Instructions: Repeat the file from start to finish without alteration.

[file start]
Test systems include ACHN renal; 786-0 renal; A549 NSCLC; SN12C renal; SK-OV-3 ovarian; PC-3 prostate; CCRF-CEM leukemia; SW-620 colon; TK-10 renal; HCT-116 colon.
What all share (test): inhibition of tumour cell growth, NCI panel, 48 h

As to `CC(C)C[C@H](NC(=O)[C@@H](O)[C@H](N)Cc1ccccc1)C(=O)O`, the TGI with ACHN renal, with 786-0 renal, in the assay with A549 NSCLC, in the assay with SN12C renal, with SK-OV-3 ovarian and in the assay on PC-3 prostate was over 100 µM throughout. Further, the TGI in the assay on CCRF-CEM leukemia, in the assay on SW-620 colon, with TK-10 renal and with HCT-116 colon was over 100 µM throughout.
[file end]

Test systems include ACHN renal; 786-0 renal; A549 NSCLC; SN12C renal; SK-OV-3 ovarian; PC-3 prostate; CCRF-CEM leukemia; SW-620 colon; TK-10 renal; HCT-116 colon.
What all share (test): inhibition of tumour cell growth, NCI panel, 48 h

As to `CC(C)C[C@H](NC(=O)[C@@H](O)[C@H](N)Cc1ccccc1)C(=O)O`, the TGI with ACHN renal, with 786-0 renal, in the assay with A549 NSCLC, in the assay with SN12C renal, with SK-OV-3 ovarian and in the assay on PC-3 prostate was over 100 µM throughout. Further, the TGI in the assay on CCRF-CEM leukemia, in the assay on SW-620 colon, with TK-10 renal and with HCT-116 colon was over 100 µM throughout.